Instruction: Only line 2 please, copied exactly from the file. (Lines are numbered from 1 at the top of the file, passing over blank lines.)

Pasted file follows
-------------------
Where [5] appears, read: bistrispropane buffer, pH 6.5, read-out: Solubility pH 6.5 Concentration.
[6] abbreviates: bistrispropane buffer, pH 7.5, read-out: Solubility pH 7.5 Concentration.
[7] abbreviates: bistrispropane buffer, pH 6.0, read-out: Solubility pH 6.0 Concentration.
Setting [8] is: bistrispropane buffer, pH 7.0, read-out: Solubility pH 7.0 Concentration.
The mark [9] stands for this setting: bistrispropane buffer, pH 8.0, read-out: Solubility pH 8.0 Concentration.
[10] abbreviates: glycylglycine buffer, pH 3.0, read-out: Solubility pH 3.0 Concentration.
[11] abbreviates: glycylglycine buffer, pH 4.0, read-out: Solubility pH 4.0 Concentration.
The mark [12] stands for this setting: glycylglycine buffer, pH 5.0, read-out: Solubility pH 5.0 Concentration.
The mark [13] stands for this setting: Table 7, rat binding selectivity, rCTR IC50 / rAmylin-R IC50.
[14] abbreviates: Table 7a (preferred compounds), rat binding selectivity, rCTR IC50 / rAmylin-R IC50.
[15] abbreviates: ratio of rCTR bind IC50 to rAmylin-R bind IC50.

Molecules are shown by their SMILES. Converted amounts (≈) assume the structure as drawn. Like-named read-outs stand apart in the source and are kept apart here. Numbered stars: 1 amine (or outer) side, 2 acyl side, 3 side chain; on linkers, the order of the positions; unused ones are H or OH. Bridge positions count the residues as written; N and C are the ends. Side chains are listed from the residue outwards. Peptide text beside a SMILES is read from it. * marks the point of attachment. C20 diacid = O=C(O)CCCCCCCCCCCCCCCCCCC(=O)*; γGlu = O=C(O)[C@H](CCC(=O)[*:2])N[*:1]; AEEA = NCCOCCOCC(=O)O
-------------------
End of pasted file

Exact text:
[6] abbreviates: bistrispropane buffer, pH 7.5, read-out: Solubility pH 7.5 Concentration.